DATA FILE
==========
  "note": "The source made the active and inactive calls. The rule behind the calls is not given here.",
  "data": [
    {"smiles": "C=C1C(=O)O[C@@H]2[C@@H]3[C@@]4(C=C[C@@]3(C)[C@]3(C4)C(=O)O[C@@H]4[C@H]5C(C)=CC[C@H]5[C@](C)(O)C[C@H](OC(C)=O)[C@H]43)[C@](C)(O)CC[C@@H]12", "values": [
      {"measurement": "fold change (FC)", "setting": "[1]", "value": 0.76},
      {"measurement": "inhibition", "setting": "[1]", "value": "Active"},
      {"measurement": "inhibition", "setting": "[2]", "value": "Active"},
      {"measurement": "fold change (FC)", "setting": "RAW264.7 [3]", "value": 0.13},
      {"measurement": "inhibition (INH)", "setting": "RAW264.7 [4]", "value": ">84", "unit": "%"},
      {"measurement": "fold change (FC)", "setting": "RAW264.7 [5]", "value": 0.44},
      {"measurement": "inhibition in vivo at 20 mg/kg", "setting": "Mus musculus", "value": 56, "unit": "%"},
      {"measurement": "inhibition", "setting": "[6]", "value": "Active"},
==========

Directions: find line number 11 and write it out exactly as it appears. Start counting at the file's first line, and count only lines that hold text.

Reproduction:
      {"measurement": "inhibition", "setting": "[6]", "value": "Active"},